As for docking you aim the hand rail on the nose of the boat at the dock. Then apx 4ft before the dock put the boat in reverse, at first it acts as a break and as you add more reverse it will pull the rear of the boat up to the dock. Its late in the season now but these are fundamentals that you have to learn and once you do people will be amazed how the boat docks and how easy you make it look.

I have a lot of I/O people with me that dont understand how V drives work when steering but once i talk them threw it and show them how i have control they agree its so much better then an I/O

sicktc06
09-14-2011, 11:55 AM
Second you have to if your not already be in the habit of docking tot he drivers side all the time. Not just some times but All the time as this is the only side you have any control in.

I cannot say I agree with this statement. I can dock my boat on the left side. It takes time to learn, and a wee bit more patience to get it docked on the left side, but it's certainly do-able.

kaneboats
09-14-2011, 12:24 PM
Not me, I just spin around and dock it right sided backward.

lsvboombox
09-14-2011, 02:29 PM
I dock port side just about all the time... if someone doesnt have enough control to dock a boat on either side please stay away from my boat.....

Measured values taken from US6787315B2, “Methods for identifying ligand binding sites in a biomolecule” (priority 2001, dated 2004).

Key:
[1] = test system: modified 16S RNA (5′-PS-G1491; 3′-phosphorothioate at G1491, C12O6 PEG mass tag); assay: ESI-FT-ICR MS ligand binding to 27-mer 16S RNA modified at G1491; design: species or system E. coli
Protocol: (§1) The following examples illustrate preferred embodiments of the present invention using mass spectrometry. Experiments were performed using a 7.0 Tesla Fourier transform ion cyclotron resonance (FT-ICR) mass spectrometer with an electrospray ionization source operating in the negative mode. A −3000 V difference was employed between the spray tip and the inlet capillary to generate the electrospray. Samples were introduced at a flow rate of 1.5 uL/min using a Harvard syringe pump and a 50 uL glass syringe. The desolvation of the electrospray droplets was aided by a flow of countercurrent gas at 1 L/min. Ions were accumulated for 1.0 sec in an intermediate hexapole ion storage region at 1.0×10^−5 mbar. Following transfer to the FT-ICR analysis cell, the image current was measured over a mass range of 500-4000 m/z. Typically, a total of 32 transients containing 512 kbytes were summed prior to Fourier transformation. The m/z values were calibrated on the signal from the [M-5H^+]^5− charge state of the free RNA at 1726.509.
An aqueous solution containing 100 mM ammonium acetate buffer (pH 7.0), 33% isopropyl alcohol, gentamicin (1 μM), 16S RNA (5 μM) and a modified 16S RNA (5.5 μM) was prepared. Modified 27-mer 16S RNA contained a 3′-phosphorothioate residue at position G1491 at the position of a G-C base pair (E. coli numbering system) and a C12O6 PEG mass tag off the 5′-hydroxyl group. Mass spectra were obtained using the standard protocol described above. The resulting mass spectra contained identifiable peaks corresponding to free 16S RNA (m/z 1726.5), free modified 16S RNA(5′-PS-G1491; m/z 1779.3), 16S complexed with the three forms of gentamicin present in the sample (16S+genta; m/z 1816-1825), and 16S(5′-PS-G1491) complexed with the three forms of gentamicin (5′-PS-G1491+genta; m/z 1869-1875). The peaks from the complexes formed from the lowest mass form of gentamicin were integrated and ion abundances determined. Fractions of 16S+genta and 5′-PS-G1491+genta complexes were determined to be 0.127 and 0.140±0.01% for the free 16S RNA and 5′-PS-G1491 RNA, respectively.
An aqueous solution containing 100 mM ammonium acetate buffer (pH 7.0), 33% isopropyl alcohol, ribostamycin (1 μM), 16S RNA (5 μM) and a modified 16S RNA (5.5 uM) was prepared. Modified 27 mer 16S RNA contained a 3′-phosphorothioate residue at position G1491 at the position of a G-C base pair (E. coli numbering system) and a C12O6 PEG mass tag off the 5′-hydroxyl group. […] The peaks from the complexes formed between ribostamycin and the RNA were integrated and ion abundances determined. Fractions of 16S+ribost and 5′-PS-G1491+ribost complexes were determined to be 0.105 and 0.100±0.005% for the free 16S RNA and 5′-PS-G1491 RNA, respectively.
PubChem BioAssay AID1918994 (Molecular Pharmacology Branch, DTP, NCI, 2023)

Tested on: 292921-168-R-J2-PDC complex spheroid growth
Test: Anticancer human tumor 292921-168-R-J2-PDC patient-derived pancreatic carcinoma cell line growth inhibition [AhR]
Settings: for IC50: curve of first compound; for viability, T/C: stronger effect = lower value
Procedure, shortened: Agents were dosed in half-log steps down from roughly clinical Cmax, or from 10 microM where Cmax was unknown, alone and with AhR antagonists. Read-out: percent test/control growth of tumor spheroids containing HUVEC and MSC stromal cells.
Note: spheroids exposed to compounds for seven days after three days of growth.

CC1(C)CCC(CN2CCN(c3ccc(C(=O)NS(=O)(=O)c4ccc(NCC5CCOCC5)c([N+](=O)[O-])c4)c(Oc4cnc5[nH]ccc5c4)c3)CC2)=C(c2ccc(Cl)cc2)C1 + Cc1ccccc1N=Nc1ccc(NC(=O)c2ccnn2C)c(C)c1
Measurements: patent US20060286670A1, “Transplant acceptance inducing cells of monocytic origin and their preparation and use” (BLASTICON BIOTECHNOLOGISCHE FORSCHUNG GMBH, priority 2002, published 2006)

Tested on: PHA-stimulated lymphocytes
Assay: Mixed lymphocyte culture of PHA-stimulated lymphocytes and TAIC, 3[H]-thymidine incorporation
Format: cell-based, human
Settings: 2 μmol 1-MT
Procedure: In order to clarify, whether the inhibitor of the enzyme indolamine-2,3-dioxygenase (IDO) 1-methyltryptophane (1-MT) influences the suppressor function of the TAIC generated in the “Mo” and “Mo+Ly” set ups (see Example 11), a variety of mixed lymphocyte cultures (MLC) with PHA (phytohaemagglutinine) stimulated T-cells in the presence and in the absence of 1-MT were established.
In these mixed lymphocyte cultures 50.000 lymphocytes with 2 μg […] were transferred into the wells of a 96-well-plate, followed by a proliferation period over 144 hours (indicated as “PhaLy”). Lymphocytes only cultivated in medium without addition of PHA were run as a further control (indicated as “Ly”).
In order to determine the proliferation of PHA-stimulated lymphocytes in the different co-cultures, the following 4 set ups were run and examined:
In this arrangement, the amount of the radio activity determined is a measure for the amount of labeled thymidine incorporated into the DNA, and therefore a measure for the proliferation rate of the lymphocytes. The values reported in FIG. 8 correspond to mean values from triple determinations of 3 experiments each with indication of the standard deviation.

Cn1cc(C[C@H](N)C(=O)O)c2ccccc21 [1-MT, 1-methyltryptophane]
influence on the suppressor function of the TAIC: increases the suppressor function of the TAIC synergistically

cab13367
09-14-2011, 04:54 PM
I have a lot of I/O people with me that dont understand how V drives work when steering but once i talk them threw it and show them how i have control they agree its so much better then an I/O

Sorry Mike, I don't agree with this at all. I had an I/O for 15 years before I got my Moomba and my I/O was much more maneuverable at slow speeds, and it can back up to port or to starboard.

mmandley
09-14-2011, 07:59 PM
@sictc06 Im not saying you shouldnt know how to dock it both ways what im saying is you should be able to always approach the dock on the drivers side, if you cant then you cant wait a few minutes or dock the swim deck up. You can dock it with the passenger side of the boat but you cant tell me its easier because i drive the boat and dock it all the time and the only control you have is driving it to the dock, once you slow down you have no steering and reverse only pulls the nose closer to the dock and requires someone to grab the dock and turn the boat for you.

@lsvboombox same statement as above. Also i agree if you cant control your boat stay away from mine.

@Al yes Al and I/O can back up to startboard but i my experience most of the I/O people i know are all the people i goto LBC with and they would rather spin the boat and drive out normal then back the boat out of the dock area. I personaly have drivin the I/O and sure they have control at slow speeds but have a huge turning radius and this in its self makes me not like them due to id rather be able to spin my boat and drive forward. I dont like backing the boat up in the water due to inherent dangers of people standing in my way, and idk something about the prop being the first thing to collide with something.

Like i said these are my thoughts and i respect you thoughts.